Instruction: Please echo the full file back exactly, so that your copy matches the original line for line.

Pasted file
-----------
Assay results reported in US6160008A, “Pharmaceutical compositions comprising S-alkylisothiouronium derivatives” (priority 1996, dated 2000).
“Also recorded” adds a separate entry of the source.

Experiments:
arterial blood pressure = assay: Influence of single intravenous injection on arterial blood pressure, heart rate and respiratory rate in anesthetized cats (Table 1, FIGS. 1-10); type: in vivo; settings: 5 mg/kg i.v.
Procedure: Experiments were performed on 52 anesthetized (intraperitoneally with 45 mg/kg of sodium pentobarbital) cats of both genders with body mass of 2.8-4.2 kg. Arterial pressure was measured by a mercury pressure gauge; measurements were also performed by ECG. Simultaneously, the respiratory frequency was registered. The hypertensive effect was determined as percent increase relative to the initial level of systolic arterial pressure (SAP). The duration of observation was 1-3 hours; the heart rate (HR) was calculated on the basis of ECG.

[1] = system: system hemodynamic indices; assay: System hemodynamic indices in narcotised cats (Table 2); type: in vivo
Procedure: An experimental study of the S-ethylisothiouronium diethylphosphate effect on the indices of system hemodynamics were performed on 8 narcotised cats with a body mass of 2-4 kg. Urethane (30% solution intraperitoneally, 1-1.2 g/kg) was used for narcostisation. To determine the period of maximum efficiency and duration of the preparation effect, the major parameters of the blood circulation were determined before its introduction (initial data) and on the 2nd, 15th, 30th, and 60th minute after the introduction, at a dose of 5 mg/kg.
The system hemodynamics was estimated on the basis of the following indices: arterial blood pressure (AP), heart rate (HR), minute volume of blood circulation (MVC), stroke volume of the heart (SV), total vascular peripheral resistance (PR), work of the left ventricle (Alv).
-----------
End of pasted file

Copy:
Assay results reported in US6160008A, “Pharmaceutical compositions comprising S-alkylisothiouronium derivatives” (priority 1996, dated 2000).
“Also recorded” adds a separate entry of the source.

Experiments:
arterial blood pressure = assay: Influence of single intravenous injection on arterial blood pressure, heart rate and respiratory rate in anesthetized cats (Table 1, FIGS. 1-10); type: in vivo; settings: 5 mg/kg i.v.
Procedure: Experiments were performed on 52 anesthetized (intraperitoneally with 45 mg/kg of sodium pentobarbital) cats of both genders with body mass of 2.8-4.2 kg. Arterial pressure was measured by a mercury pressure gauge; measurements were also performed by ECG. Simultaneously, the respiratory frequency was registered. The hypertensive effect was determined as percent increase relative to the initial level of systolic arterial pressure (SAP). The duration of observation was 1-3 hours; the heart rate (HR) was calculated on the basis of ECG.

[1] = system: system hemodynamic indices; assay: System hemodynamic indices in narcotised cats (Table 2); type: in vivo
Procedure: An experimental study of the S-ethylisothiouronium diethylphosphate effect on the indices of system hemodynamics were performed on 8 narcotised cats with a body mass of 2-4 kg. Urethane (30% solution intraperitoneally, 1-1.2 g/kg) was used for narcostisation. To determine the period of maximum efficiency and duration of the preparation effect, the major parameters of the blood circulation were determined before its introduction (initial data) and on the 2nd, 15th, 30th, and 60th minute after the introduction, at a dose of 5 mg/kg.
The system hemodynamics was estimated on the basis of the following indices: arterial blood pressure (AP), heart rate (HR), minute volume of blood circulation (MVC), stroke volume of the heart (SV), total vascular peripheral resistance (PR), work of the left ventricle (Alv).